If it’s safe to do so, remove any decorations and artificial plants. At this point you can clean these items with some warm water and a soft lint-free cloth, however, doing this is slightly controversial. The theory goes that this sort of excessive cleaning will remove some of the beneficial bacteria. Generally, I don’t bother.

There’s no need to remove any live plants, doing so will probably cause more harm than good.

At this point, I like to give the glass a scrub to remove any algae growth and keep the glass looking clean and bright.

You can also turnover and rake your sand at this point, making sure any debris is dislodged from the sand.

With all the glass scrubbing, removing of ornaments and sand raking, there’s going to be some debris floating around. Scoop up any large bits with a net and we’ll try and get some of the rest with the water siphon.

Put the end of the water siphon into the tank and the other end into a bucket or sink. We’re looking to remove between 10 – 20% of the water. Place the water siphon end approximately 1/2 an inch above the sand and suck up as much of debris as you can.

While the water is draining it’s a good time to remove the foam filter from the water pump and to give it a clean. There are two schools of thought here, one is you should only ever clean the filter in the siphoned off tank water. The idea is you’re looking to preserve as much of the bacteria as possible.

The other option is to rinse the foam filter under cold running water. I personally clean my filters in the siphoned water. Whatever you decide, never use chemicals, soap or hot water.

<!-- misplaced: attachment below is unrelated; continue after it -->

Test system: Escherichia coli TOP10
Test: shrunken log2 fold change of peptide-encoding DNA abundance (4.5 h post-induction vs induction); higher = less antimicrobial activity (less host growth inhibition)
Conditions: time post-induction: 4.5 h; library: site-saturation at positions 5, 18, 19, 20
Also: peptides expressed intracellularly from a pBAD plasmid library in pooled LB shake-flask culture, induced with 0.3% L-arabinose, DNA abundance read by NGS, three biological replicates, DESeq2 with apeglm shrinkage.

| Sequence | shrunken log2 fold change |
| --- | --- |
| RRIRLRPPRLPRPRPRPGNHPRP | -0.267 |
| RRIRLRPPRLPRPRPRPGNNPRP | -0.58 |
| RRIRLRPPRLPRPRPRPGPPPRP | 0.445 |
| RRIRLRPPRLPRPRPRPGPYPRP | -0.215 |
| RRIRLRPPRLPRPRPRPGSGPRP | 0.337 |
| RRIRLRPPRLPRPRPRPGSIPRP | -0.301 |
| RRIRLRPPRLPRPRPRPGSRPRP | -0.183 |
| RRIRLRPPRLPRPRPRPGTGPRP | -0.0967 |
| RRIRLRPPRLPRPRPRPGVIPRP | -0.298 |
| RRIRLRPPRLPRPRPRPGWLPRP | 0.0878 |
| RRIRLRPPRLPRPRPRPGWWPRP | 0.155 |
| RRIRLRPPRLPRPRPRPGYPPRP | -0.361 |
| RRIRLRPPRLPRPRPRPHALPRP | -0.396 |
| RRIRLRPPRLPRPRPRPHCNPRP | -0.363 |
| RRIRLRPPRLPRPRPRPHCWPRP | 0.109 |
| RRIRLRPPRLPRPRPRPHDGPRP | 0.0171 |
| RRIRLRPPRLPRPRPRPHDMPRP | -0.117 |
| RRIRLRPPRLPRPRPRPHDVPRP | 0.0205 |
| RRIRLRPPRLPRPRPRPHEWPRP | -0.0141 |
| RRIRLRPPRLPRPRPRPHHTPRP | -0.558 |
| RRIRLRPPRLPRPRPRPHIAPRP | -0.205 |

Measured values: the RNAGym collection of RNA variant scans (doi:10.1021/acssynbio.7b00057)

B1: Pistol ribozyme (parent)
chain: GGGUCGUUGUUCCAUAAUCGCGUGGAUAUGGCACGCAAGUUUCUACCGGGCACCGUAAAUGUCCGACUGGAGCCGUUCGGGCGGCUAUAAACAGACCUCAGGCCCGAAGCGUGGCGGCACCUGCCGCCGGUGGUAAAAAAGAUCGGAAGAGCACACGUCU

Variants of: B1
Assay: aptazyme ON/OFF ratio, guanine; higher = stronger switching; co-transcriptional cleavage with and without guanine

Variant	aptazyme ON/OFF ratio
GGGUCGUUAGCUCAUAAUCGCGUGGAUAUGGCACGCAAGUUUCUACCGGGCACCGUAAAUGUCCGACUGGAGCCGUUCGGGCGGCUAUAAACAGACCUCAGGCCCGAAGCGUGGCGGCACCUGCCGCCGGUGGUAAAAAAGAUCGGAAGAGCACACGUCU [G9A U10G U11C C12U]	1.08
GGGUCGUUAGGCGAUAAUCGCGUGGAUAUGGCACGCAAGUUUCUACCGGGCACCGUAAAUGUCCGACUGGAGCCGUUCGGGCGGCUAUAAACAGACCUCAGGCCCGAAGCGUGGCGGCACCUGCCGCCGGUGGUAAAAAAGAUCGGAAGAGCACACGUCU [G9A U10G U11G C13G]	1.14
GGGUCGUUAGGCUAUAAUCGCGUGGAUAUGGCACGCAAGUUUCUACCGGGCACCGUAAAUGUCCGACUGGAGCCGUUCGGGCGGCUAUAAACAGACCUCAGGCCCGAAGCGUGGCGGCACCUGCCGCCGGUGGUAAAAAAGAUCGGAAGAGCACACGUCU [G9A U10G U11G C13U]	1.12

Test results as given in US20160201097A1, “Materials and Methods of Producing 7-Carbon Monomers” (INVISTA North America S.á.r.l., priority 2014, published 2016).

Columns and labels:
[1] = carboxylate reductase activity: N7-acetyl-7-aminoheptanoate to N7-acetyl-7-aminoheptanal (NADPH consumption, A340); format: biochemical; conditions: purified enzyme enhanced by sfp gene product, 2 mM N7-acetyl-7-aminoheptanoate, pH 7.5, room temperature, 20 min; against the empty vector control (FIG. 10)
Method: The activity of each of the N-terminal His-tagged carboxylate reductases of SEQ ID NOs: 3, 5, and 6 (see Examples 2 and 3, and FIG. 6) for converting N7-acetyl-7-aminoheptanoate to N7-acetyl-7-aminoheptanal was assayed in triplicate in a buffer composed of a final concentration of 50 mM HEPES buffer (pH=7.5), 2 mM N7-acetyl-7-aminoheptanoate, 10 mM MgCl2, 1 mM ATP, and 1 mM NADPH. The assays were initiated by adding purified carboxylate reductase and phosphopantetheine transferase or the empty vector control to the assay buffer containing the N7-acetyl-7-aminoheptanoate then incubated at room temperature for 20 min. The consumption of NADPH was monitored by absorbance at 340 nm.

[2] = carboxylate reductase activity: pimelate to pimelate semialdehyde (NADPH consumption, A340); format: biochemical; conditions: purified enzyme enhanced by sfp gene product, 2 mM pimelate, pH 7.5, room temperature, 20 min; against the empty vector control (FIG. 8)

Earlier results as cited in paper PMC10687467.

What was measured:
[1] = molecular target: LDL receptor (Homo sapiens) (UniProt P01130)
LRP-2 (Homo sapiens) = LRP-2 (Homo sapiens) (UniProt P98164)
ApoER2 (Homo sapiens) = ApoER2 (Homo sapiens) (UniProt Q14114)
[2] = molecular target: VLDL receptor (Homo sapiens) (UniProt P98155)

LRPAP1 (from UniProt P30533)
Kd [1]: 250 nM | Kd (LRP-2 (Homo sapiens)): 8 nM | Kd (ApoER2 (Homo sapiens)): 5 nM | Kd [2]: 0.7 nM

Once you’ve siphoned off enough water you can dispose of the old water. I like to pour it onto my garden plants, it’s full of organic compounds that act as a fertilizer.

As we’ve removed water, we need to top up the tank again. Fill a bucket with tap water and add a few drops of aquarium water conditioner. It’ll take a few minutes for the water conditioner to neutralize the chlorine present in almost all mains water. The exact amount of conditioner needed varies by brand, so read the instructions carefully.

Once a few minutes have gone by you can carefully top up your aquarium water, add any ornaments back in and turn the power back on.

Daily Maintenance: Remove Debris

If you’re keeping a planted tank then you’re going to end up with tank debris floating around, over time this can start to decompose, releasing all sorts of chemicals you’d rather keep out of your water.

Simply scoop plant parts out as soon as you see them. I keep a fine mesh net next to the tank for exactly this purpose.